Miller, who used to volunteer for Friendship Gardens but now focuses all of her energy on The Bulb, said she's been blown away by the generosity of customers who attend the Transit Center market.
"I've been most amazed at how appreciative people are that we're here for them, how overwhelmed they are that we're actually just giving it to them," Miller said. "And also how much they want to help us. I find now that every time I show up for this market, I have this plethora of people that want to help set up and they ask about how they can get involved and help or volunteer. And these are the people in the community who are so affected by this generosity and what Alisha's created. I think it inspires them to give back as well."
In fact, that's how Birtha got involved. She met Pruett through the market and volunteered to help. Then, in late July, The Bulb received a grant from the North End Smart District that will fund The Bulb for four months while it served eight North End neighborhoods on a weekly basis.
The grant didn't just help with gas money and other supplies, it also allowed Pruett to make a much-needed expansion, hiring three people from inside the neighborhoods she serves.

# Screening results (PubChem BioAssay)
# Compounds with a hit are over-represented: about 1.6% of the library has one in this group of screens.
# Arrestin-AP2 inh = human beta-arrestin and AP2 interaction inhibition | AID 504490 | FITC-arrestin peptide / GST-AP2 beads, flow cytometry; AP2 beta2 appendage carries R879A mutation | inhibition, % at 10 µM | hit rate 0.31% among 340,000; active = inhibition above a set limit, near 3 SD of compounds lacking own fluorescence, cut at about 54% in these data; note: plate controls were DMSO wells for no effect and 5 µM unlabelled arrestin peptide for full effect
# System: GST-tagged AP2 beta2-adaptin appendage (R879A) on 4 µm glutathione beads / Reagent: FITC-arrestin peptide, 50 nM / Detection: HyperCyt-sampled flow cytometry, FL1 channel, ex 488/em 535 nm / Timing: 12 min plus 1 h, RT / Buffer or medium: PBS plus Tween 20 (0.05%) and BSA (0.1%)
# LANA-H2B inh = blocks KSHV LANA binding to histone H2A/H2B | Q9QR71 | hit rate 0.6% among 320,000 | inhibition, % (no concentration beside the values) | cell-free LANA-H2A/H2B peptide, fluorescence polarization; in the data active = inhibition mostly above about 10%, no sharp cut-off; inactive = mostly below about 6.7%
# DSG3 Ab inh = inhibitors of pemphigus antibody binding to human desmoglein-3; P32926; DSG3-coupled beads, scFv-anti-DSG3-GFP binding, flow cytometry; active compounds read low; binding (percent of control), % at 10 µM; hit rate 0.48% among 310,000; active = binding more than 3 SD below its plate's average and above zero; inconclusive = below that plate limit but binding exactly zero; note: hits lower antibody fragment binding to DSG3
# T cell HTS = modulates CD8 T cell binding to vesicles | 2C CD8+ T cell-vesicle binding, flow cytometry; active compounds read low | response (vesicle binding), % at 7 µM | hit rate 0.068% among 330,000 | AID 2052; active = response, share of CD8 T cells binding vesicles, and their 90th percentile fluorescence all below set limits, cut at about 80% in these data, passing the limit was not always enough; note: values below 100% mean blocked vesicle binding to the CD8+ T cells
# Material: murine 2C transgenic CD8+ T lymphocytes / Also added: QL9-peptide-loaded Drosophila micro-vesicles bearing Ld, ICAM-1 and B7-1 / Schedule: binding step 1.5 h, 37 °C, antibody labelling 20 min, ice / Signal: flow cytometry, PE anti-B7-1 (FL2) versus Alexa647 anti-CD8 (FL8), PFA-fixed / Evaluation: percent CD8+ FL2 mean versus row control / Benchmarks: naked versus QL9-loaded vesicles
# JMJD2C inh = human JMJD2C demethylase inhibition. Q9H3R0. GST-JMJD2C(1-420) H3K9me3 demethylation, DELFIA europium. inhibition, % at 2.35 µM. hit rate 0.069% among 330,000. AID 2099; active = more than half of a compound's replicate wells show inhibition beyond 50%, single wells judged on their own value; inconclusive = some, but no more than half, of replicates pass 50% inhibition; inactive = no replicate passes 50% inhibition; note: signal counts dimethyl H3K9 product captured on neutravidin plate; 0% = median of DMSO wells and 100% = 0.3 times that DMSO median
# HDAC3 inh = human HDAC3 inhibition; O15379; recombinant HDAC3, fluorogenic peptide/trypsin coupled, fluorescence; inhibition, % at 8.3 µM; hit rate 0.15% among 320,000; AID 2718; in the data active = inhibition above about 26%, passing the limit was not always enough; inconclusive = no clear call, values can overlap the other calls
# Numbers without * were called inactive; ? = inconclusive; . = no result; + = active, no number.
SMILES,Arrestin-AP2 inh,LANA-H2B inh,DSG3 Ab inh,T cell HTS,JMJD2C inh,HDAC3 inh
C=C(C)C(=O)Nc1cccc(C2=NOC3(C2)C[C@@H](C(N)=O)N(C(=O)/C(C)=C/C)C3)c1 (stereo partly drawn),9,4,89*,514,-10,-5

One of them was Birtha, who now works as an outreach coordinator with the organization. She said her goal is to one day start her own nonprofit, and her new job as put her on that path.
"Alisha needed help, and this is something that's perfect for me," Birtha said. "I'm dealing with people that I'm comfortable with. I'm giving back. I can bring my kids. This is just always something that I wanted to do. I feel like it's a blessing because I didn't know where to start, and I got my start."
While tents and tables like the one at the Transit Center used to be the norm, Pruett was able to take her market on the road this past June after completing a Feeding Innovation seed-starter program and receiving a grant from the SC Community Loan Fund.
The grant made it possible for her to buy a trailer. She's now able to drive around and set up shop much more comfortably in the communities she serves. Quicker set ups and takedowns allow her to hit more spots in a day, as well.
Once she arrives at a new location, she said, that's when the magic happens. That was evident on a recent morning in the Druid Hills neighborhood in north Charlotte, when two women got to talking while filling bags with veggies. The women were neighbors but had never met. Soon they were swapping stories and recipes.